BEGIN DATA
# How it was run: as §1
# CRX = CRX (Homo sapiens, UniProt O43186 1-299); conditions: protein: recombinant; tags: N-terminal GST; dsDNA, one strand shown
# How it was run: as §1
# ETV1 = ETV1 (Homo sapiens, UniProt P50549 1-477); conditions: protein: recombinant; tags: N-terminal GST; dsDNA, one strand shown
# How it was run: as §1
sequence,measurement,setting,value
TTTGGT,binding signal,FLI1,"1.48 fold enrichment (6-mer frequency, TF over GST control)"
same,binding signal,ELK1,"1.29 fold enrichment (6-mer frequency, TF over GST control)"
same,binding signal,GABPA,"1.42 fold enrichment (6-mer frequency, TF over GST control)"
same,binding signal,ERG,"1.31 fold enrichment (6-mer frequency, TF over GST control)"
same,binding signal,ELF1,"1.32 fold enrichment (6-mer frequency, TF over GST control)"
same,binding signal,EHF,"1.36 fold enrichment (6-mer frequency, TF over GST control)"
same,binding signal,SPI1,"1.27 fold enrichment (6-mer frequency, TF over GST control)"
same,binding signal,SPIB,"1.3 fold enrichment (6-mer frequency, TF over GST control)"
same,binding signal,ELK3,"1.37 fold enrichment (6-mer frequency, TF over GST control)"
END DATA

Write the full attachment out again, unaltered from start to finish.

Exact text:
# How it was run: as §1
# CRX = CRX (Homo sapiens, UniProt O43186 1-299); conditions: protein: recombinant; tags: N-terminal GST; dsDNA, one strand shown
# How it was run: as §1
# ETV1 = ETV1 (Homo sapiens, UniProt P50549 1-477); conditions: protein: recombinant; tags: N-terminal GST; dsDNA, one strand shown
# How it was run: as §1
sequence,measurement,setting,value
TTTGGT,binding signal,FLI1,"1.48 fold enrichment (6-mer frequency, TF over GST control)"
same,binding signal,ELK1,"1.29 fold enrichment (6-mer frequency, TF over GST control)"
same,binding signal,GABPA,"1.42 fold enrichment (6-mer frequency, TF over GST control)"
same,binding signal,ERG,"1.31 fold enrichment (6-mer frequency, TF over GST control)"
same,binding signal,ELF1,"1.32 fold enrichment (6-mer frequency, TF over GST control)"
same,binding signal,EHF,"1.36 fold enrichment (6-mer frequency, TF over GST control)"
same,binding signal,SPI1,"1.27 fold enrichment (6-mer frequency, TF over GST control)"
same,binding signal,SPIB,"1.3 fold enrichment (6-mer frequency, TF over GST control)"
same,binding signal,ELK3,"1.37 fold enrichment (6-mer frequency, TF over GST control)"